Manufacturing / Production Technology, Hardware & Services

Think a PCB is a PCB is a PCB? Think again

EMP Handbook 2015 Manufacturing / Production Technology, Hardware & Services News

I was astounded a while ago when an electronics company executive thought that a printed circuit board (PCB) was printed instantaneously through a printer connected to a PC. How far from the truth that assumption was.

Truth be told, it takes over 150 steps or processes to produce a PCB from receipt of the design data in CAM format. With modern electronics requiring highly sophisticated boards, lack of careful control in any of these manufacturing steps may result in a non-conforming product or even worse – a marginally conforming one.

Attaining the highest possible quality can only be achieved by focusing on all the individual details, from design input through process improvements and onto delivery. It is vital to identify the processes across the entire flow in detail, and it’s only when you have that level of overview that you can plan for quality throughout the supply chain.

A far cry from the first PCB patent in 1903, modern electronic products are expected to offer more and more advanced functions, while the products themselves are becoming smaller and smaller. This puts greater demands on the PCB design and also the aspects relating to the board manufacturing process.

There are two key factors for the successful production of high-quality advanced PCBs: firstly, making the right choices at the design stage; and secondly, carefully choosing the factory that can support the specific technical demands of the project in question.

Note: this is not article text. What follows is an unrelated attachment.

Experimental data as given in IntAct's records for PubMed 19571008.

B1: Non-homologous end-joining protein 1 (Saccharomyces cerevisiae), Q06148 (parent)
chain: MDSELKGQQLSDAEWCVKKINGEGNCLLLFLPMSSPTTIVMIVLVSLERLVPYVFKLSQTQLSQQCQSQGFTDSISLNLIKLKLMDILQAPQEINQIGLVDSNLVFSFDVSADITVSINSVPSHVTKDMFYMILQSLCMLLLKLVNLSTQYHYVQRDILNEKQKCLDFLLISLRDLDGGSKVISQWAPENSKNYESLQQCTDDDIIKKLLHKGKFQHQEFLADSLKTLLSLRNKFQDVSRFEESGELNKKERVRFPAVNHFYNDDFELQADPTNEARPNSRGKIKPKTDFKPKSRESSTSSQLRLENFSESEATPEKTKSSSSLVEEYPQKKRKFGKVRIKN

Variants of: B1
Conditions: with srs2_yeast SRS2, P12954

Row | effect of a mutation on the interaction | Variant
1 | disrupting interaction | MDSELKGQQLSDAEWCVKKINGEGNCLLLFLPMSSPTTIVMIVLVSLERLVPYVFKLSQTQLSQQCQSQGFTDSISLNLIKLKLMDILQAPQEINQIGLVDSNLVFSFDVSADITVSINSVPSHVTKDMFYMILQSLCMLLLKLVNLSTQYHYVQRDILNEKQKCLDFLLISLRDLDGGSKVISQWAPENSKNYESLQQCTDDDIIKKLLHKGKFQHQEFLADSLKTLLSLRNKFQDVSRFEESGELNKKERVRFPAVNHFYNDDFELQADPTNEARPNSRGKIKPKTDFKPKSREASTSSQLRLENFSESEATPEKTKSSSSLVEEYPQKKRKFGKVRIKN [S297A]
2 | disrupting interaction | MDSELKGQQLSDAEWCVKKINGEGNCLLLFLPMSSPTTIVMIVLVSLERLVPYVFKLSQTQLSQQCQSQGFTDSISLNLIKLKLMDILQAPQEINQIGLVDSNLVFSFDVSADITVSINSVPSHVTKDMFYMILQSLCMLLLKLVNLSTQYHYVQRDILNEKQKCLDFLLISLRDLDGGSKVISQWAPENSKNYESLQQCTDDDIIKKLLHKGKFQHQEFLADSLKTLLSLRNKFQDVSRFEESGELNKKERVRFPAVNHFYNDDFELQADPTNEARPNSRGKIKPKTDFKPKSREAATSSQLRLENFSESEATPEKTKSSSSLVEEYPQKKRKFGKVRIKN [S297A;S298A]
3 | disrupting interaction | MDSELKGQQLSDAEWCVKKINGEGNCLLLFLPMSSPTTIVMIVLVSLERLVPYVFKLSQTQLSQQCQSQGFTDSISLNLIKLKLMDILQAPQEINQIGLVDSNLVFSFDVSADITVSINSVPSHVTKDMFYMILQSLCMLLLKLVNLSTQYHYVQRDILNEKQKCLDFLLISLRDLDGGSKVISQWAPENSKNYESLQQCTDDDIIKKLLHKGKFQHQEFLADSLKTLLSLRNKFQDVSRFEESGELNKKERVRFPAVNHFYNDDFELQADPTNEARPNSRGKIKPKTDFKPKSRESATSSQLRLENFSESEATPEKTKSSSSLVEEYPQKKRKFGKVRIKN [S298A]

Get the design right from the start

One aspect that needs to be prioritised with advanced boards is the design itself. The margins are tiny with regard to such factors as conductor widths, isolation distances between copper features, impedence requirements, hole sizes and their relation to capture and target lands. All this poses a considerable challenge at the layout stage.

The design rules should be realistic and adapted to volume production right from the start. One contrary example may be making the inner layer cores too thin to produce good capacitive coupling. This might work in a prototype factory, where great care is taken to basically hand-process these thin inner layer cores, but it could lead to major problems when the product is in volume production, since they may have different capabilities and in this instance the thinner cores may easily get stuck during the processing through long, volume oriented etching lines since they are basically too flimsy.